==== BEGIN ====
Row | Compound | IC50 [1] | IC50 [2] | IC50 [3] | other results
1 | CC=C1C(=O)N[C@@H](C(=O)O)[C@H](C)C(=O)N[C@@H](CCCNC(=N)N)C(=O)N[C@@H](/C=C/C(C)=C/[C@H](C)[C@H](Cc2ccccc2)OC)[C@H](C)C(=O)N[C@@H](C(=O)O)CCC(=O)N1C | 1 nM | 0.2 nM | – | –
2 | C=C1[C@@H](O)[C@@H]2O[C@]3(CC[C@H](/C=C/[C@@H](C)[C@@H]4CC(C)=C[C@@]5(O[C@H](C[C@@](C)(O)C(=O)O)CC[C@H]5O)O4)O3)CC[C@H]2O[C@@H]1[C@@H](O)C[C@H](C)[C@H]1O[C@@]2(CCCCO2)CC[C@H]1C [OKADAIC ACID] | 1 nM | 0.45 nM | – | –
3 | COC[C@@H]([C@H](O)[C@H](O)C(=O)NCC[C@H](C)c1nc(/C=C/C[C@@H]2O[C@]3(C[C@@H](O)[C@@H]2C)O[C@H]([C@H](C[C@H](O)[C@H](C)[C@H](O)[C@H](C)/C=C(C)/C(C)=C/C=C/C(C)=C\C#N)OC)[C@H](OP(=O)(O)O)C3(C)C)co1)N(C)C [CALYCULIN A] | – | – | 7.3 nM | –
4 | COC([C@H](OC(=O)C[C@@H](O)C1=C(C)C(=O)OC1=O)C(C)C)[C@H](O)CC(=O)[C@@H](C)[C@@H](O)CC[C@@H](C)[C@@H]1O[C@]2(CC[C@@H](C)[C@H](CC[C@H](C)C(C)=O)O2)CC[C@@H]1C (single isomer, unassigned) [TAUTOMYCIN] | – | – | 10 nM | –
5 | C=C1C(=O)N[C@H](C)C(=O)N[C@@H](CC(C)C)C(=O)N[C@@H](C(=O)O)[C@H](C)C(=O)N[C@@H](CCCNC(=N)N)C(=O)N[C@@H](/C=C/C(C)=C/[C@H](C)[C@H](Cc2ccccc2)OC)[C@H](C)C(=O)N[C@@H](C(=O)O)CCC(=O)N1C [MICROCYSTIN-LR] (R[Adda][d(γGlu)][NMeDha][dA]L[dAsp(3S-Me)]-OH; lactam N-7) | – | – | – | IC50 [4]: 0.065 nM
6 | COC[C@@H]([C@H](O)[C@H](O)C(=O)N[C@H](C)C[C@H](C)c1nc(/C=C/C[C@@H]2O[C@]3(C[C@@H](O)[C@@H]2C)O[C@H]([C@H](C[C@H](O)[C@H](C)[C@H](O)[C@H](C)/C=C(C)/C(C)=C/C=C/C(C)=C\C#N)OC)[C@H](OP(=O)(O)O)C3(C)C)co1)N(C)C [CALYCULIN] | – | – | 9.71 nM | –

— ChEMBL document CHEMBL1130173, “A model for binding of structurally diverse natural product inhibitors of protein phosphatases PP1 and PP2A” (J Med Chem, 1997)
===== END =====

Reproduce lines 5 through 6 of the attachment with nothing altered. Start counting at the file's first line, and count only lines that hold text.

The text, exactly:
4 | COC([C@H](OC(=O)C[C@@H](O)C1=C(C)C(=O)OC1=O)C(C)C)[C@H](O)CC(=O)[C@@H](C)[C@@H](O)CC[C@@H](C)[C@@H]1O[C@]2(CC[C@@H](C)[C@H](CC[C@H](C)C(C)=O)O2)CC[C@@H]1C (single isomer, unassigned) [TAUTOMYCIN] | – | – | 10 nM | –
5 | C=C1C(=O)N[C@H](C)C(=O)N[C@@H](CC(C)C)C(=O)N[C@@H](C(=O)O)[C@H](C)C(=O)N[C@@H](CCCNC(=N)N)C(=O)N[C@@H](/C=C/C(C)=C/[C@H](C)[C@H](Cc2ccccc2)OC)[C@H](C)C(=O)N[C@@H](C(=O)O)CCC(=O)N1C [MICROCYSTIN-LR] (R[Adda][d(γGlu)][NMeDha][dA]L[dAsp(3S-Me)]-OH; lactam N-7) | – | – | – | IC50 [4]: 0.065 nM